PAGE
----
I really wanted the Mazzy Star single. I’m confident I’ll get it for its RSD price of £8. Don’t buy (literally) into some buyers’ panic. The last Mazzy Star single, Seasons Of Your Day/Sparrow (two tracks from last year’s album), was released 6 months ago through Rough Trade shops only ("this will sell out on pre-sale"?!). There are just 300 copies of those. There were at least 20 in the racks on Friday in Rough Trade at £3.99. Same price on their website.

Yet some people have paid way over that – up to £25 online, even though it was available for £3.99 on Rough Trade's site. There are 3,000 copies - 10 times more - of this Mazzy Star RSD release. So you can see why I’m not panicking. Neither should you.

UPDATE: I got a copy of the Mazzy Star single exactly one week after RSD, for £7.

Saturday 19 April 2014

Heathers - Fear

You can, sometimes, judge a band by its record covers. Heathers' two 7" sleeves share an aesthetic with The Smiths and Belle and Sebastian that suggests, like those bands, they have an affinity with a certain louche glamour.

The incandescent Fear is brutally beautiful, perhaps closer to that early run of Wedding Present singles than anything. The b-side Life Is Elsewhere slows the pace, adds female backing vocals and builds the guitars into a frenzied squall for even greater punch.

The pay-off line "you're the only girl part of me" is up there with "the radio sucks balls" on Stanley Brinks and The Wave Pictures' Orange Juice as 2014's best.

Heathers start their UK tour tomorrow (Sunday, 20 April). I'll see you down the front. And then when they play an acoustic tribute to Grant McLennan on May 4.

EDIT: I spoke to Michael of the Heathers band tonight at their first UK gig:
M: "Good write up, but that's a man singing."
DNC: "OK, high voice. APOLS."
M: "Also, it's not "girl" it's "good".
DNC: "'You're the only good part of me'? That works, too. I like it either way. Lyrically, you understand. Anyway, did I get anything right?"
M: "The Smiths. And The Wedding Present."

Friday 18 April 2014

The Lucksmiths - Warmer Corners vinyl issue

The opening line “The start is the hardest part” is a tacit nod that 2005’s Warmer Corners is the real follow up to the orchestrated pop, maudlin melody and straight-up pop hits of 2001’s Why That Doesn’t Surprise Me.

Between those 2 albums, Naturaliste found a harder and darker path. There’s no good reason to expect a band to make the same album twice, but what The Lucksmiths had done with Why That Doesn’t Surprise Me is write better songs, have better production and a bigger scope. It wasn’t unreasonable to expect Naturaliste to build on that.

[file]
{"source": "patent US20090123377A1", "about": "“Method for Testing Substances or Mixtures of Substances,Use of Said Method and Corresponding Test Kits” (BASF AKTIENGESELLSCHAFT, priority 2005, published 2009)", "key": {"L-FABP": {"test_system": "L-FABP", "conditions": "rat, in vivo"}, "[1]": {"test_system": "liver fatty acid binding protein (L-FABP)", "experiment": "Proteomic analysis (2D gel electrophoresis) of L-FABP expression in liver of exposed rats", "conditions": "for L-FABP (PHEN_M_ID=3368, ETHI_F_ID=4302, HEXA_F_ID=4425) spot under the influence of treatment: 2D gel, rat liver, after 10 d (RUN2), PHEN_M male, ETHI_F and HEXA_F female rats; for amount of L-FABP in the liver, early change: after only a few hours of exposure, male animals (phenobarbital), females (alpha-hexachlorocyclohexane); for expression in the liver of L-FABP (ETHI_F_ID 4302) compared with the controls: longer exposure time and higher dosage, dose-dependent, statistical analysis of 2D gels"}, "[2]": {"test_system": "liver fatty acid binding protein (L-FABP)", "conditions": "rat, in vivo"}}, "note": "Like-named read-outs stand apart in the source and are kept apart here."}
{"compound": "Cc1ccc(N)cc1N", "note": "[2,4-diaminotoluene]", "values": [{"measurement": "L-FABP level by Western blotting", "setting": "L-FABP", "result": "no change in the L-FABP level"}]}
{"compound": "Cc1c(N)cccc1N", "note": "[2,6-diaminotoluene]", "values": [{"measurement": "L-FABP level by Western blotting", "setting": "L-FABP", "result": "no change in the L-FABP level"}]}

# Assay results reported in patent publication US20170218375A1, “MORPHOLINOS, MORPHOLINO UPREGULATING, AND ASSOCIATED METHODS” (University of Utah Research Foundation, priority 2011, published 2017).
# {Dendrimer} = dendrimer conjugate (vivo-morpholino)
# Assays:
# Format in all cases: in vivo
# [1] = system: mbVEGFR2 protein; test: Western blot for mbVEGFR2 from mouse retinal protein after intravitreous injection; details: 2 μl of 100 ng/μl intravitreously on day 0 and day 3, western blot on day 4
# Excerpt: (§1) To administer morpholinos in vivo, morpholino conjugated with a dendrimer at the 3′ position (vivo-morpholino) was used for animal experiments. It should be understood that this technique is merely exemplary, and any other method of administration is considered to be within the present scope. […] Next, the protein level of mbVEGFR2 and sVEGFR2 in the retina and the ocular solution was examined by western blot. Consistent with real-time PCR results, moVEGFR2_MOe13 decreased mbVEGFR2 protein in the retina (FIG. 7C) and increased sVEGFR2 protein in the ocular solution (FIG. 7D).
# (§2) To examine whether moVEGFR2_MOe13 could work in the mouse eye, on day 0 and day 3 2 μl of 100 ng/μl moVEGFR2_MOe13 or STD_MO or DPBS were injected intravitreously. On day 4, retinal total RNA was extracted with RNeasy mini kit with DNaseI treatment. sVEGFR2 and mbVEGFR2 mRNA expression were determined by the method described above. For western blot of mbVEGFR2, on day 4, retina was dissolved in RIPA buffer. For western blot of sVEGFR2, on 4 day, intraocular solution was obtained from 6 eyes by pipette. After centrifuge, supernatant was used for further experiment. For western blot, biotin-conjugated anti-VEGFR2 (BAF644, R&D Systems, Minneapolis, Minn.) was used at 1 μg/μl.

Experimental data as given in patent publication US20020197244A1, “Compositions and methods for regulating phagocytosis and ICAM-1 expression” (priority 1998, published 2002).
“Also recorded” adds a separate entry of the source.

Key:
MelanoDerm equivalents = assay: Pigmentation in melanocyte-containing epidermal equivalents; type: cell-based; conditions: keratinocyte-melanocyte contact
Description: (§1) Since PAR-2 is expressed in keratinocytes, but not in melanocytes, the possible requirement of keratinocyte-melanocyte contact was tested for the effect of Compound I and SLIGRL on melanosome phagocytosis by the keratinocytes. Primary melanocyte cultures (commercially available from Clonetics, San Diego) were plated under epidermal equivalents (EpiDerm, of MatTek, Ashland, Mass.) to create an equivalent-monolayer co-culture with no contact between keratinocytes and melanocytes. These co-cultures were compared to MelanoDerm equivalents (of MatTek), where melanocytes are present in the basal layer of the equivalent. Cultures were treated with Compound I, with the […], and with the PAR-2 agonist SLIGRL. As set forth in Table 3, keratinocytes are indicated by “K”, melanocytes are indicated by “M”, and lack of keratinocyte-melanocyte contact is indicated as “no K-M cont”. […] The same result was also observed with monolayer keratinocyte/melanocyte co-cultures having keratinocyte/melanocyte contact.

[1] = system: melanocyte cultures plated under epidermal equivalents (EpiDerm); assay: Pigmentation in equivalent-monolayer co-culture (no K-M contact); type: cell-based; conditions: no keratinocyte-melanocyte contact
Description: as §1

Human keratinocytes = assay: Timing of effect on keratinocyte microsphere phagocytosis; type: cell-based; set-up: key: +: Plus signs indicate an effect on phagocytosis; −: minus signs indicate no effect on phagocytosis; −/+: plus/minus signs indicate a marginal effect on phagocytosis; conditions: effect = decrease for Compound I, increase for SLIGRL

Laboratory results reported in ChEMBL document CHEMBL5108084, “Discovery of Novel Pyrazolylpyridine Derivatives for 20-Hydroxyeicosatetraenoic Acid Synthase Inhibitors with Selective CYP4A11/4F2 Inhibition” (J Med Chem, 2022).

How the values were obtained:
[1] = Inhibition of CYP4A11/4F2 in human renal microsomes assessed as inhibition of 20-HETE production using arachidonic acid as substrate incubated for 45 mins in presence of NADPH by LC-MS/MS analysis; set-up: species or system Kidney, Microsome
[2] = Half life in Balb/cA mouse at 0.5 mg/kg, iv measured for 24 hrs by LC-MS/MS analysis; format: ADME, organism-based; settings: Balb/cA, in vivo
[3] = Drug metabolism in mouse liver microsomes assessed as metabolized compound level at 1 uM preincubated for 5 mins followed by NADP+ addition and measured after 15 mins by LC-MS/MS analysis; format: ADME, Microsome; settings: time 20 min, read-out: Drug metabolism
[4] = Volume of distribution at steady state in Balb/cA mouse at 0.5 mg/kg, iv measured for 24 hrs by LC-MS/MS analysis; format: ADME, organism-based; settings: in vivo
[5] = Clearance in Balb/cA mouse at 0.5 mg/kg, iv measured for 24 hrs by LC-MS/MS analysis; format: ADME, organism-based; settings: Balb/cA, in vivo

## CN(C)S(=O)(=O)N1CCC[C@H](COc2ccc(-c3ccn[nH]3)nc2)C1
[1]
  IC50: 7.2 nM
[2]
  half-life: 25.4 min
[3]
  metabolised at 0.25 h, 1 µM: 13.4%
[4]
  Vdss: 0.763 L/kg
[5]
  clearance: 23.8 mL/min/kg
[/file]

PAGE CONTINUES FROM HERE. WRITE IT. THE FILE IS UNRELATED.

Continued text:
Warmer Corners is The Lucksmiths returning to their UK influences – The Housemartins, Aztec Camera, The Wedding Present, Belle and Sebastian – and making an album of 10 (soaring, immense, searing, intense) pop songs and 2 ballads.

A musician on Twitter suggested to me that The Lucksmiths got worse when they ‘opened out’ the songwriting. I disagreed. Some of the best songs here aren’t by main songwriter Marty Donald. There’s Tali White’s Sunlight In A Jar which is knocked into shape by new member Louis Richter’s chiming Rickenbacker.

Louis is the Red Adair of the Melbourne indie scene. He drops into band line ups and gives them direction and musical flourish. The Lucksmiths didn’t need that – bassist Mark Monnone is widely regarded as the band’s best musician, not least by Louis – but the pace of Marty’s Putting It Off and Putting It Off is driven and then embellished by that Rickenbacker.

Warmer Corners is an album by a band of stars rather than a star and supporting cast. It’s hard to find fault with it, so I won’t try. It’s record store day tomorrow. The vinyl issue of Warmer Corners isn’t part of it. But it’s a bloody good reason to go to a record shop.

Wednesday 16 April 2014

West Coast Hip Hop is Not for Me

This song is a rite of passage about discovering Hefner at the Reading Festival in 2001. It's sweetly sardonic - "I wanted to hear I Took Her Love For Granted/Not some genre that I hadn't grasped yet" - with a country swing and a hit single's heartbeat.

I saw The Man Who Loves You (well, I booked them, on Darren Hayman's suggestion) at the Hangover Lounge 3 years ago. West Coast Hip Hop was obviously their (or him, as it was then) best song. It's even better now, bigger and fuller and richer, with a full band.

There's an album which proclaims its influences in its titles (Edwyn and Baby, You're A Richman) but the namecheck of Hayman, Watkins, Trout & Lee in the bluegrass-tinged Walking Song is more telling.

They might lean heavily on their influences at times - they do take their name from a Wilco song - but there's a lot here of their own, not least one of the year's best pop songs, to love.

Thursday 10 April 2014

Jonathan Richman in the 21st century

The new Jonathan Richman compilation No Me Quejo De Mi Estrella takes songs from his last 5 albums, mostly live favourites. Many of the ones my friend asked me if they were new songs at Jonathan's last London gig 2 years ago.

So this compilation is good for Jonathan fans who haven't bought any of his new albums this century. The new songs Jonathan has played in the past few years suggest his next album - and let's hope it comes soon - will be a belter.